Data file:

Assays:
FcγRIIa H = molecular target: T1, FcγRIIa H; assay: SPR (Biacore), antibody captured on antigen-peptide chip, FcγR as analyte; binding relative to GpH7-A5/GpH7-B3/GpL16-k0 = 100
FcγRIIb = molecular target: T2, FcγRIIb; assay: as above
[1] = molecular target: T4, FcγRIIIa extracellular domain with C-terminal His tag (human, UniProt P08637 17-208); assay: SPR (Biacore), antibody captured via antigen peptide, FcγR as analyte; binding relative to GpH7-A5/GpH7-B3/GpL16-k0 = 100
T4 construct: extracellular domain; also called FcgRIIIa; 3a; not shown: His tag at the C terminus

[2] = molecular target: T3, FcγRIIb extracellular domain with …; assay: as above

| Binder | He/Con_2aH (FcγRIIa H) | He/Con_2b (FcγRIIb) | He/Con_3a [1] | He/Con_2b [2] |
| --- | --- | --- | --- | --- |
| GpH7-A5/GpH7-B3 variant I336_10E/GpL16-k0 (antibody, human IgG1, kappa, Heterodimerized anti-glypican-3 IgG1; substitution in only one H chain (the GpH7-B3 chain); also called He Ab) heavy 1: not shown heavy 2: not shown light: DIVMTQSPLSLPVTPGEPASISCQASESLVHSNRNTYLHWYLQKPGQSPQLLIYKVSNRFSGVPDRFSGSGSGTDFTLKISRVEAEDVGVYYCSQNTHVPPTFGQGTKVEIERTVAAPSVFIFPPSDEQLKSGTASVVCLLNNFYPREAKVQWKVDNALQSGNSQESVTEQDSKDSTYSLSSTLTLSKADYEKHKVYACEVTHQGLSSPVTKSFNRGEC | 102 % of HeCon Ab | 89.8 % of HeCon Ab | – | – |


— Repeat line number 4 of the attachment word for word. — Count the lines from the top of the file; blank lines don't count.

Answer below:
[1] = molecular target: T4, FcγRIIIa extracellular domain with C-terminal His tag (human, UniProt P08637 17-208); assay: SPR (Biacore), antibody captured via antigen peptide, FcγR as analyte; binding relative to GpH7-A5/GpH7-B3/GpL16-k0 = 100